For many, shopping online is a convenient alternative to the store, especially during the holiday season. But the downside is that it's a prime time for scammers to steal your money and information.
To avoid problems, the Federal Trade Commission said it's important to know who you're dealing with. Anyone can set up shop online under almost any name. Also, confirm the seller's address and phone number. Know what you're buying, read the description closely, and look for words like "refurbished" or "vintage." Know the true cost of the item, compare it to similar items online, factoring in shipping and handling costs.
Be sure you get the details. Can you refund the item? Who pays the shipping costs if you do? An FTC rule requires sellers to ship items by the date promised, or within 30 days after the order if no specific delivery date is set.
The FTC said it is best to pay by credit card so your transaction is protected under the Fair Credit Billing Act, which allows you to dispute charges under certain circumstances and can temporarily withhold payment while the creditor investigates. And keep your records, including the product description, price, receipts, and emails.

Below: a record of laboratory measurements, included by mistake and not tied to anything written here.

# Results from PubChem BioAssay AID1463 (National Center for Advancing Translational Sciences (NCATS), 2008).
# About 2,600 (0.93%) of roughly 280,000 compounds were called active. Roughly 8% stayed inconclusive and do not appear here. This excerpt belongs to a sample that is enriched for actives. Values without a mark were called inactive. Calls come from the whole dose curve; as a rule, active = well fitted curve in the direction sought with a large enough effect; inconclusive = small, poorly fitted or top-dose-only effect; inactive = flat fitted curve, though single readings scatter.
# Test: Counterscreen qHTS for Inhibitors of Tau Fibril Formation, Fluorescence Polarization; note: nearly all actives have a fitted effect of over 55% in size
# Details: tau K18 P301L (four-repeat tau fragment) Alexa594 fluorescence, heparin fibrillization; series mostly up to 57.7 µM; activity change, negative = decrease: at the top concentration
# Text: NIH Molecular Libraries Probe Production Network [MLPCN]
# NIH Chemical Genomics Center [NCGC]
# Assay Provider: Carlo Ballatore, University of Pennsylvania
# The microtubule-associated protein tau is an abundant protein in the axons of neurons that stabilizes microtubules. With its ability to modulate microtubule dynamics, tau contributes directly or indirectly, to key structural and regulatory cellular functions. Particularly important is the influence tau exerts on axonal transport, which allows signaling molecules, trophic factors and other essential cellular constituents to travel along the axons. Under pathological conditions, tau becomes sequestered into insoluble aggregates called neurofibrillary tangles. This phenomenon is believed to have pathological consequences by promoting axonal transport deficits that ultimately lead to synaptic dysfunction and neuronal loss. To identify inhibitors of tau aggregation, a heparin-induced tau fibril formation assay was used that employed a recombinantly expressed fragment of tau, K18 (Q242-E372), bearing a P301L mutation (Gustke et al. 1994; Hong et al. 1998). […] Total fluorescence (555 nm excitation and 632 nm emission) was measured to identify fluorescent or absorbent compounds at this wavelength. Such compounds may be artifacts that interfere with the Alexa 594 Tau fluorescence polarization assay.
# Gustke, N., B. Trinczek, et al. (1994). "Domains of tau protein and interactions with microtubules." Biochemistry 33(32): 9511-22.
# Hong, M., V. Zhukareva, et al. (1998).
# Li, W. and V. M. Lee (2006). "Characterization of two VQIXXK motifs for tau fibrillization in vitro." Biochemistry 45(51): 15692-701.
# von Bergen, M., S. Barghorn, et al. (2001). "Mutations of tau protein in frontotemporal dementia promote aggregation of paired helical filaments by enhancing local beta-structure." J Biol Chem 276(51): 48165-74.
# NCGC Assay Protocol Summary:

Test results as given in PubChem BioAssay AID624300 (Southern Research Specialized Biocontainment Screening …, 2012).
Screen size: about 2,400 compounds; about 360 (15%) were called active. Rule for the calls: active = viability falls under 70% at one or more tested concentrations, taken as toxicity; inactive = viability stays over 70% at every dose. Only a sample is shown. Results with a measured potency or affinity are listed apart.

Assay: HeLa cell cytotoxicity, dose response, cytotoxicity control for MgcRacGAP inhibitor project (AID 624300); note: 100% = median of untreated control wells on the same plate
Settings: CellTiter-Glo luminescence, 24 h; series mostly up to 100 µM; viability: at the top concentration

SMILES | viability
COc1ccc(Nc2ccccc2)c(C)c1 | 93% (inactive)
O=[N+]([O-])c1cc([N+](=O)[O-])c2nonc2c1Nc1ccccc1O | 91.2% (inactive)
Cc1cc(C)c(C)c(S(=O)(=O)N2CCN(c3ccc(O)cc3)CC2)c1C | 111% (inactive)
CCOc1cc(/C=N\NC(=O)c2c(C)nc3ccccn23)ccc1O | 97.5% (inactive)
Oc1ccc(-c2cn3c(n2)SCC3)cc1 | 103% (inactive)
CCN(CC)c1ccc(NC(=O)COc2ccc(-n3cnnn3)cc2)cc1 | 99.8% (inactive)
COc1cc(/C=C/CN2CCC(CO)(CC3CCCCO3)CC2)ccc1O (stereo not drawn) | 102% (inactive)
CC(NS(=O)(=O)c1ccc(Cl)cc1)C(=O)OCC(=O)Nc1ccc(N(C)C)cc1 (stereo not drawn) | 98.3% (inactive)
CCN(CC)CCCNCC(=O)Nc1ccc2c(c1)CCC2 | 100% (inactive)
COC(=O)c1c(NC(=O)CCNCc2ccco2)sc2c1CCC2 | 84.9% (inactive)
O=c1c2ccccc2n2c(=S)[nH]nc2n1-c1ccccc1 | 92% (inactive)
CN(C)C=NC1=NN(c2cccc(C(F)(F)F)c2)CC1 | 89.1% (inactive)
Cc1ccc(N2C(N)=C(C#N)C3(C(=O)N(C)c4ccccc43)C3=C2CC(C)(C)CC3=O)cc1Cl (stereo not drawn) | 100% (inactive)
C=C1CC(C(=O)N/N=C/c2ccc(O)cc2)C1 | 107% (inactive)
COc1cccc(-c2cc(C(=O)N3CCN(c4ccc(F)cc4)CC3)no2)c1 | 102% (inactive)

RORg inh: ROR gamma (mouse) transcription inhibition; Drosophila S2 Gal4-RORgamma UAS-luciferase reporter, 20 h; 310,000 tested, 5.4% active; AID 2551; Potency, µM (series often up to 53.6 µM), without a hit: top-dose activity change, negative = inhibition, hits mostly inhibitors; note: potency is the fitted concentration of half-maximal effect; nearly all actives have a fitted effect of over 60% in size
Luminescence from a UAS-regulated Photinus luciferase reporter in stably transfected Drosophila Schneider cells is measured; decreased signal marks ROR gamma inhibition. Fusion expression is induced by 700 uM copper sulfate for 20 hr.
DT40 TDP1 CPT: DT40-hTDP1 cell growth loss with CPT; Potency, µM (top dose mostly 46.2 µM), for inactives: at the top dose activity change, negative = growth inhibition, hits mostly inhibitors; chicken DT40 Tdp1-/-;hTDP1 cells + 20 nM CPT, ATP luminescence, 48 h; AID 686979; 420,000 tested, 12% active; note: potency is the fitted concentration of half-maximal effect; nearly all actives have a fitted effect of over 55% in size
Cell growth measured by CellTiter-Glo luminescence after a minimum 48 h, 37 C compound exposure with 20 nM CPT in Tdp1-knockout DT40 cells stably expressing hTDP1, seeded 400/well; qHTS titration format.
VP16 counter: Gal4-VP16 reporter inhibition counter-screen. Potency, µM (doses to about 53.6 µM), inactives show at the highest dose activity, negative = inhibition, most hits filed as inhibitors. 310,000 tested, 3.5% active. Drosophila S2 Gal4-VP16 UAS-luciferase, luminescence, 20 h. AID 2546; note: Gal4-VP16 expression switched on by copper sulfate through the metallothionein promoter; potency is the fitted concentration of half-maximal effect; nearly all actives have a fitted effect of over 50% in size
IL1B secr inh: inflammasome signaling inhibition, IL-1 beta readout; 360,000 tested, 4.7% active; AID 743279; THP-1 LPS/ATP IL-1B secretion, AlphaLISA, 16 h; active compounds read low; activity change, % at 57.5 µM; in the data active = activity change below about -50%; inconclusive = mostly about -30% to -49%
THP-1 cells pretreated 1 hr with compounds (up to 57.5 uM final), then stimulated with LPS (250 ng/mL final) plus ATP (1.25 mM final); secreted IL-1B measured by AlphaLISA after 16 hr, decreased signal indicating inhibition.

If you have already shopped and are disappointed with the product or never received it at all, the FTC recommends to first return to the site or page where you bought it, if needed call customer service or the company's headquarters.
In the case of complaints about social media boutiques, the FTC recommends to post your complaints to their pages using a reasonable tone, and clearly explain your problem. The FTC also said you can also write a letter, they have a sample letter on their website.
If needed turn to outside help. Your state attorney general, or Better Business Bureau might be able to help. The FTC will not resolve individual complaints, but can help law enforcement detect patterns of wrongdoing, and lead to an investigation.